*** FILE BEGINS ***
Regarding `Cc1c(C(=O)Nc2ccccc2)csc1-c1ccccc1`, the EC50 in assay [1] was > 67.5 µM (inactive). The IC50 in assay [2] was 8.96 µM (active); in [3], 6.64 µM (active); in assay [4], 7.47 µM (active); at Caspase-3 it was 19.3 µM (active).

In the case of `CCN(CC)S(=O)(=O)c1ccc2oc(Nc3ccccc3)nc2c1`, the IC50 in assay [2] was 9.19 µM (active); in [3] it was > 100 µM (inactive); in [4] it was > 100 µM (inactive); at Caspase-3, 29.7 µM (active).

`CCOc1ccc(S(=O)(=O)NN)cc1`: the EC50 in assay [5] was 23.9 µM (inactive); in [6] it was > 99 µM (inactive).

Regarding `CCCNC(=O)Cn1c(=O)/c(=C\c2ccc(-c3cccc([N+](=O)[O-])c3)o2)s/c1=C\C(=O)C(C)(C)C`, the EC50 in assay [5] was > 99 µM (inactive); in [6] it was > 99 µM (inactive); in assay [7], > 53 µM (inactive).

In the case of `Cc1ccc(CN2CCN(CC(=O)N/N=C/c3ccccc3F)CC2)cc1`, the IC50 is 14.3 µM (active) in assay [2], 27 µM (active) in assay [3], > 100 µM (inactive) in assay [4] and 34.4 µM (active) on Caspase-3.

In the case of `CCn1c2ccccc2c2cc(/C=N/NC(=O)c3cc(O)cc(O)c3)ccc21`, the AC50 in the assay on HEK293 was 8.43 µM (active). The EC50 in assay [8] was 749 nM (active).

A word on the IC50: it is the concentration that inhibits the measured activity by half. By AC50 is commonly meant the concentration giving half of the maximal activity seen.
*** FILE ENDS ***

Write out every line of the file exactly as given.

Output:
Regarding `Cc1c(C(=O)Nc2ccccc2)csc1-c1ccccc1`, the EC50 in assay [1] was > 67.5 µM (inactive). The IC50 in assay [2] was 8.96 µM (active); in [3], 6.64 µM (active); in assay [4], 7.47 µM (active); at Caspase-3 it was 19.3 µM (active).

In the case of `CCN(CC)S(=O)(=O)c1ccc2oc(Nc3ccccc3)nc2c1`, the IC50 in assay [2] was 9.19 µM (active); in [3] it was > 100 µM (inactive); in [4] it was > 100 µM (inactive); at Caspase-3, 29.7 µM (active).

`CCOc1ccc(S(=O)(=O)NN)cc1`: the EC50 in assay [5] was 23.9 µM (inactive); in [6] it was > 99 µM (inactive).

Regarding `CCCNC(=O)Cn1c(=O)/c(=C\c2ccc(-c3cccc([N+](=O)[O-])c3)o2)s/c1=C\C(=O)C(C)(C)C`, the EC50 in assay [5] was > 99 µM (inactive); in [6] it was > 99 µM (inactive); in assay [7], > 53 µM (inactive).

In the case of `Cc1ccc(CN2CCN(CC(=O)N/N=C/c3ccccc3F)CC2)cc1`, the IC50 is 14.3 µM (active) in assay [2], 27 µM (active) in assay [3], > 100 µM (inactive) in assay [4] and 34.4 µM (active) on Caspase-3.

In the case of `CCn1c2ccccc2c2cc(/C=N/NC(=O)c3cc(O)cc(O)c3)ccc21`, the AC50 in the assay on HEK293 was 8.43 µM (active). The EC50 in assay [8] was 749 nM (active).

A word on the IC50: it is the concentration that inhibits the measured activity by half. By AC50 is commonly meant the concentration giving half of the maximal activity seen.